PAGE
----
It has been going on for sometime, but the war between caravans and trucks seems to be continuing, as it always has. However there is some light at the end of the tunnel, there is an initiative being organised by the National Heavy Vehicle Regulator and the Caravanning Industry Association of Australia to try and improve relations between the two competing groups.
There is a long tradition of a lack of understanding, some fear and some animosity between the two groups. The main battleground? This must be the parking bays of Australia’s highways, where space is always at the premium and both truck drivers and caravaners feel hard done by.
Another aspect of the ongoing animosity is taking place out on the highways. Truck drivers regard many caravaners as dangerous and inconsiderate, at the same time as caravaners consider truck drivers as dangerous and inconsiderate. It would appear that there a little bit of fault on both sides and that some effort should be made to take the heat out of the situation, especially in the run up to the busy season later in the year.
The new Co-Exist website is an initiative by the CIA and the NHVR. It features videos to explain truck behaviour to caravaners. This site features a number of information and interesting features to give caravaners more information about how to interact with trucks without causing this animosity.
One of the videos features Rod Hannifey, described as described as a Heavy Vehicle Road Safety Evangelist, he has been attending caravanning events for several years trying to take the heat out of the situation and to further inform the caravanning community about the best way to interact with the trucking community.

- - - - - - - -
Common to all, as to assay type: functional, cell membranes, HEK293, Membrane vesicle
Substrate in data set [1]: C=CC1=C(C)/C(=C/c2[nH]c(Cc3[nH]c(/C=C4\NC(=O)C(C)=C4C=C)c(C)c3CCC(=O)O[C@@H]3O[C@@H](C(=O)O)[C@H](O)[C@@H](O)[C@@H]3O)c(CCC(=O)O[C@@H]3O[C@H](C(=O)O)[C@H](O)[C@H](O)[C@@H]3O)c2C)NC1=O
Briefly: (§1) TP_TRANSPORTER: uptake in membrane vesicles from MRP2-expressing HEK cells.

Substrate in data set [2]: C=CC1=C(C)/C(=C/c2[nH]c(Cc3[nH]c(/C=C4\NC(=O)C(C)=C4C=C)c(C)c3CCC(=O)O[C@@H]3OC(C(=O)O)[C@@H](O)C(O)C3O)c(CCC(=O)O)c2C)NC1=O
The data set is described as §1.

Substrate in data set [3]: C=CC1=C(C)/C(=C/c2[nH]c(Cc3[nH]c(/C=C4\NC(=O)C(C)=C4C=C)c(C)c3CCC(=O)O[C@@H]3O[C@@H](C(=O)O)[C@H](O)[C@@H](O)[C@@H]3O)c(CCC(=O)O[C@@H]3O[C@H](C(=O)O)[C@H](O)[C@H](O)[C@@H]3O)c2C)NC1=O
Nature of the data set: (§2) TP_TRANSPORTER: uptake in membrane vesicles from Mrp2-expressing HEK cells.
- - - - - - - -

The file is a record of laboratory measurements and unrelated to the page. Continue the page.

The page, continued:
In the video he concentrates upon the rest area issue which occur every night in a parking bay somewhere in Australia. Caravans and camper vans often park in a way which minimises the amount of room available for truck drivers who are obligated by law to stop for a certain number of hours every day in order to manage their fatigue.
This kind of initiative is probably the only way the trucking industry can get an improvement in the behaviour of caravaners in these areas. There is very little possibility that road authorities, who design build and maintain the limited number of parking areas that we do have, will do much to improve the situation themselves.
The road authorities have to work in a way that their political masters approve of and are willing to fund. From the point of view of the political class car drivers pulling caravans represent votes and need to have their rights protected, but for some reason truck drivers are not seen as a section of the voting community.
Of course, it would be great if B-double driver arriving in a parking bay late in the evening needing to take the seven hours rest could be certain that there would be space to safely park the truck and get some sleep. It would also be a good idea if the driver could get out of their truck and politely ask the caravan to move to a more suitable location in the parking bay to make some room. It would also be great if they got a helpful reply.
The situation needs to improve, but all of the time all governments around Australia ignore the drastic short fall in decent parking areas on highways, there will always be friction.